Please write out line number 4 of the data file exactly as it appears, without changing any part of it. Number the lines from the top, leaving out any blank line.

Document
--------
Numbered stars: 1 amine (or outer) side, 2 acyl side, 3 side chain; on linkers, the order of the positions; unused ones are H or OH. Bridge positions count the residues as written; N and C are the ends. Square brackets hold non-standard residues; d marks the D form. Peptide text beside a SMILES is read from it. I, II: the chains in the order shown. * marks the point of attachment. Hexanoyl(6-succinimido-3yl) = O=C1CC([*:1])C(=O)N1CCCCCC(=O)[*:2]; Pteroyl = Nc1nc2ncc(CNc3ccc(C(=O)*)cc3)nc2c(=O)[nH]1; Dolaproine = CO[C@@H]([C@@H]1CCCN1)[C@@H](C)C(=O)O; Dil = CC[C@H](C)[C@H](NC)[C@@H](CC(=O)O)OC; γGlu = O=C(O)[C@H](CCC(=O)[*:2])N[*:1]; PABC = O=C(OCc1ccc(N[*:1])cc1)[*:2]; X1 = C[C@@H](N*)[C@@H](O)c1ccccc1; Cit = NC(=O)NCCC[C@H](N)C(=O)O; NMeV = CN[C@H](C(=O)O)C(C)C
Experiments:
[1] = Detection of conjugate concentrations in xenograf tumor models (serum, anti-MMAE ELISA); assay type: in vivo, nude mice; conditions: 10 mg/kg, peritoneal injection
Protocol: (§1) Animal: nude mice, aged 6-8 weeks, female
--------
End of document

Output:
Protocol: (§1) Animal: nude mice, aged 6-8 weeks, female